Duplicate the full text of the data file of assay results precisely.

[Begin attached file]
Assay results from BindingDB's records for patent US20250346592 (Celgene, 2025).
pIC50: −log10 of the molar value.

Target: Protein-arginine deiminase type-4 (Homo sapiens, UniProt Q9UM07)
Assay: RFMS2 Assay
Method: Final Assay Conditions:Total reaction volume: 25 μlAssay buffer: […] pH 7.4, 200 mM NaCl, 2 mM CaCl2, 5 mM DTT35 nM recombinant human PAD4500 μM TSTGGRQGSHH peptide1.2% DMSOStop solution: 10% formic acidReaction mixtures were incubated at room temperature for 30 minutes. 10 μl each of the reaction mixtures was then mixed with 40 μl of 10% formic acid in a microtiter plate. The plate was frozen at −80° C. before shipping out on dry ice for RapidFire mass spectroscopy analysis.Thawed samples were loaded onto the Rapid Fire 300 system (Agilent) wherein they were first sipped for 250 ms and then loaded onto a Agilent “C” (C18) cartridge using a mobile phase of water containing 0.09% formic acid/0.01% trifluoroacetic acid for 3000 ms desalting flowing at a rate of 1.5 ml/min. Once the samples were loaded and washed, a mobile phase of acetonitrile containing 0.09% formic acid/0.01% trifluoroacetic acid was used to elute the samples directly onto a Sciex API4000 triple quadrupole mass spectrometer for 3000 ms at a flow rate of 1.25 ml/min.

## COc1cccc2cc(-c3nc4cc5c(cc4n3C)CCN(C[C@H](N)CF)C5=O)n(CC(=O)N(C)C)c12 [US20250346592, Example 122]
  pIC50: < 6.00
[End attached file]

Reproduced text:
Assay results from BindingDB's records for patent US20250346592 (Celgene, 2025).
pIC50: −log10 of the molar value.

Target: Protein-arginine deiminase type-4 (Homo sapiens, UniProt Q9UM07)
Assay: RFMS2 Assay
Method: Final Assay Conditions:Total reaction volume: 25 μlAssay buffer: […] pH 7.4, 200 mM NaCl, 2 mM CaCl2, 5 mM DTT35 nM recombinant human PAD4500 μM TSTGGRQGSHH peptide1.2% DMSOStop solution: 10% formic acidReaction mixtures were incubated at room temperature for 30 minutes. 10 μl each of the reaction mixtures was then mixed with 40 μl of 10% formic acid in a microtiter plate. The plate was frozen at −80° C. before shipping out on dry ice for RapidFire mass spectroscopy analysis.Thawed samples were loaded onto the Rapid Fire 300 system (Agilent) wherein they were first sipped for 250 ms and then loaded onto a Agilent “C” (C18) cartridge using a mobile phase of water containing 0.09% formic acid/0.01% trifluoroacetic acid for 3000 ms desalting flowing at a rate of 1.5 ml/min. Once the samples were loaded and washed, a mobile phase of acetonitrile containing 0.09% formic acid/0.01% trifluoroacetic acid was used to elute the samples directly onto a Sciex API4000 triple quadrupole mass spectrometer for 3000 ms at a flow rate of 1.25 ml/min.

## COc1cccc2cc(-c3nc4cc5c(cc4n3C)CCN(C[C@H](N)CF)C5=O)n(CC(=O)N(C)C)c12 [US20250346592, Example 122]
  pIC50: < 6.00